Robotic Swarms

Robotic Swarms

There are tasks that cannot be done by a single robot alone. A group of robots collaborating on a task has the potential of being highly efficient, flexible and robust. If one robot fails, another robot could take its position. However, coordinating a large group of robots through a centralized control unit is difficult as it would require the centralized unit to talk to all robots and compute next actions for a possibly huge number of team members. We investigate decentralized control strategies, where each robot is a self-contained unit able to communicate with or observe its closest neighbor robots and make decisions based on its own observations. The goal is that such a team of self-contained robot units is capable to achieving a joint goal. Such a decentralized approach scales to robot teams of any size. Our research in this area particularly focuses on:

  • Decentralized learning strategies that enable a team of robots to improve over time and
  • Learning approaches that help us find decentralized control strategies for complex problems that we know how to solve in a centralized way but finding a decentralized strategy from intuition turns out to be difficult.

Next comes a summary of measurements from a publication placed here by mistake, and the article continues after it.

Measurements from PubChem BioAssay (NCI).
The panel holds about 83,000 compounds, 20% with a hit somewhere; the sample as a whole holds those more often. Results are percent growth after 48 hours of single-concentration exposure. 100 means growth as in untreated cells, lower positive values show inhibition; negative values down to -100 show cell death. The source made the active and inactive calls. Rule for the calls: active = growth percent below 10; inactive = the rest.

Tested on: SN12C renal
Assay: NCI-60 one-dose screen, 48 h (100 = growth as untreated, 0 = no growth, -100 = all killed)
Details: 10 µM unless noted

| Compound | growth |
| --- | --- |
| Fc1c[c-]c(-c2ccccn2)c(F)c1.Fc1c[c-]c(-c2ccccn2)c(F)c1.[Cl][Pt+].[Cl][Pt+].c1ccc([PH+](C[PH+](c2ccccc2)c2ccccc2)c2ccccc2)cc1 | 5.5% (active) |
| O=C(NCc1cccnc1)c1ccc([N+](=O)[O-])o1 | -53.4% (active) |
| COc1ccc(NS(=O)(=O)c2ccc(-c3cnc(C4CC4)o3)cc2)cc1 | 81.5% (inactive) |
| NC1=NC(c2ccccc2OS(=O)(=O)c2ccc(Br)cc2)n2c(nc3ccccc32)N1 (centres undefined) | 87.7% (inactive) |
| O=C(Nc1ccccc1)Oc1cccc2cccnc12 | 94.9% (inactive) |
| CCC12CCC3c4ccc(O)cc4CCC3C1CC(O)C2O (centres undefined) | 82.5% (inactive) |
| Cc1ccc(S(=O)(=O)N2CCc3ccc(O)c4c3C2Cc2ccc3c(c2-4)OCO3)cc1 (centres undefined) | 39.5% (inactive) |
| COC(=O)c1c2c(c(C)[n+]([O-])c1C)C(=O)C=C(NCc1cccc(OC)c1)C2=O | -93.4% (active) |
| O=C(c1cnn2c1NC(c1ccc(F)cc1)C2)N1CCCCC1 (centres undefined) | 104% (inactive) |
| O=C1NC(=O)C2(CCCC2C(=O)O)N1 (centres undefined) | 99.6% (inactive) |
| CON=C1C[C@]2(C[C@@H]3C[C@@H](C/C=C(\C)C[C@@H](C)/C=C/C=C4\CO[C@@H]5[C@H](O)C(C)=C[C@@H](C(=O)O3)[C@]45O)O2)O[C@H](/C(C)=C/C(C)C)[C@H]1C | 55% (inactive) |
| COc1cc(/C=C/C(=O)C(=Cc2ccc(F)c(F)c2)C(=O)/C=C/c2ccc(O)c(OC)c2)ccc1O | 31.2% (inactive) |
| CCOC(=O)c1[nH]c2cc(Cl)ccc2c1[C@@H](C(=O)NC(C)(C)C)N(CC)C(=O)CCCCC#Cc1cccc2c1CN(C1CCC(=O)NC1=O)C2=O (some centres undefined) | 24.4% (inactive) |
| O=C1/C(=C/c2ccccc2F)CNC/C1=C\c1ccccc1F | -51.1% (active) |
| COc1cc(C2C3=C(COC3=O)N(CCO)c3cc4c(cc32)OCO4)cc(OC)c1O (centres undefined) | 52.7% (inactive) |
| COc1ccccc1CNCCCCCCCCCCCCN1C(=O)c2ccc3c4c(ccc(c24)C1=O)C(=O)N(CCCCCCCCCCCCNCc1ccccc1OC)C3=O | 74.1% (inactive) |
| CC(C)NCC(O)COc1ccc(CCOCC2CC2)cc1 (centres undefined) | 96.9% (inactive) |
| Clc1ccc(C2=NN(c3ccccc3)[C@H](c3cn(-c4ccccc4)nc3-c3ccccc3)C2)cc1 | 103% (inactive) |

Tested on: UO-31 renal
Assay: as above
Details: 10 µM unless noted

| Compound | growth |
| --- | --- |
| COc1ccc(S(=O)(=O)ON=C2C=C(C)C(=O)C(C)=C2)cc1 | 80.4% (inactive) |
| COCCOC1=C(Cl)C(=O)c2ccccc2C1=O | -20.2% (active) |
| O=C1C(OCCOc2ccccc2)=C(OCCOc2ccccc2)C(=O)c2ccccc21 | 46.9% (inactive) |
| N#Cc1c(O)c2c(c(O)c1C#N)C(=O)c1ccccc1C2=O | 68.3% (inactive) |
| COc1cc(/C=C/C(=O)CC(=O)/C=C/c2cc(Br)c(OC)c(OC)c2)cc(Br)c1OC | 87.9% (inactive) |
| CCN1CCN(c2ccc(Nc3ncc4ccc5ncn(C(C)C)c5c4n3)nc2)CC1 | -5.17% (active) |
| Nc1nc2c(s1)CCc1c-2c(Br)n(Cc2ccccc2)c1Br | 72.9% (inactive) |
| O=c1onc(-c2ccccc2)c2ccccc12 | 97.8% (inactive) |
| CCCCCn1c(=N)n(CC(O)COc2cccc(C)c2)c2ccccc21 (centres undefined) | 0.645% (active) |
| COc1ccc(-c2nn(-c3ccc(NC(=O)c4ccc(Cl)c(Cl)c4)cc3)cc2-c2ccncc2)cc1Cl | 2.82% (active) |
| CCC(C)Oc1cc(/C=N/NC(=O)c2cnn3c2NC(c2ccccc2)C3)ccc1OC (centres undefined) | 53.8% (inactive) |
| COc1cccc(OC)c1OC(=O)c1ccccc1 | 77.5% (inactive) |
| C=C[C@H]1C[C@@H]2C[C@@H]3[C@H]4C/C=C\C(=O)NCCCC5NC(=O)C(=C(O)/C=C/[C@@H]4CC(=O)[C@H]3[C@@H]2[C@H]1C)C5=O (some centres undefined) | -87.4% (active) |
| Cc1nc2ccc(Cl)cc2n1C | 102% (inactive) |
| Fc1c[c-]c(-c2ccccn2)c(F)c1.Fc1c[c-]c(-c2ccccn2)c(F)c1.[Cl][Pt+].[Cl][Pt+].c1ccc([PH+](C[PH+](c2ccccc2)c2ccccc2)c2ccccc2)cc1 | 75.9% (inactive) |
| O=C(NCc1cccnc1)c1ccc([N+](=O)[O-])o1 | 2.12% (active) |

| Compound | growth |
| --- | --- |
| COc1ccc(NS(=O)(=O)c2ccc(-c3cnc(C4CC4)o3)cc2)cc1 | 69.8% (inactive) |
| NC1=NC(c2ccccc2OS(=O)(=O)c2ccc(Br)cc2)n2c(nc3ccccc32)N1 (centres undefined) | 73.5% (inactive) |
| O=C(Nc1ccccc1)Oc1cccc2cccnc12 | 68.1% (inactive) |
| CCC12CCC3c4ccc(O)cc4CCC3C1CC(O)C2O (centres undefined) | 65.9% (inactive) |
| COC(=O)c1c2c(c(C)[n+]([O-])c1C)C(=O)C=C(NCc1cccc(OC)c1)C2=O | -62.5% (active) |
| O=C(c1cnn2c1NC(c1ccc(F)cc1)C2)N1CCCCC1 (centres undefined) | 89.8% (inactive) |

Related Publications

Trajectory generation for multiagent point-to-point transitions via distributed model predictive control
C. E. Luis and A. P. Schoellig
IEEE Robotics and Automation Letters, 2019. Submitted.
[View BibTeX] [View Abstract] [Download PDF] [More Information]
This paper introduces a novel algorithm for multiagent offline trajectory generation based on distributed model predictive control (DMPC). By predicting future states and sharing this information with their neighbours, the agents are able to detect and avoid collisions while moving towards their goals. The proposed algorithm computes transition trajectories for dozens of vehicles in a few seconds. It reduces the computation time by more than 85\% compared to previous optimization approaches based on sequential convex programming (SCP), with only causing a small impact on the optimality of the plans. We replaced the previous compatibility constraints in DMPC, which limit the motion of the agents in order to avoid collisions, by relaxing the collision constraints and enforcing them only when required. The approach was validated both through extensive simulations for a wide range of randomly generated transitions and with teams of up to 25 quadrotors flying in confined indoor spaces.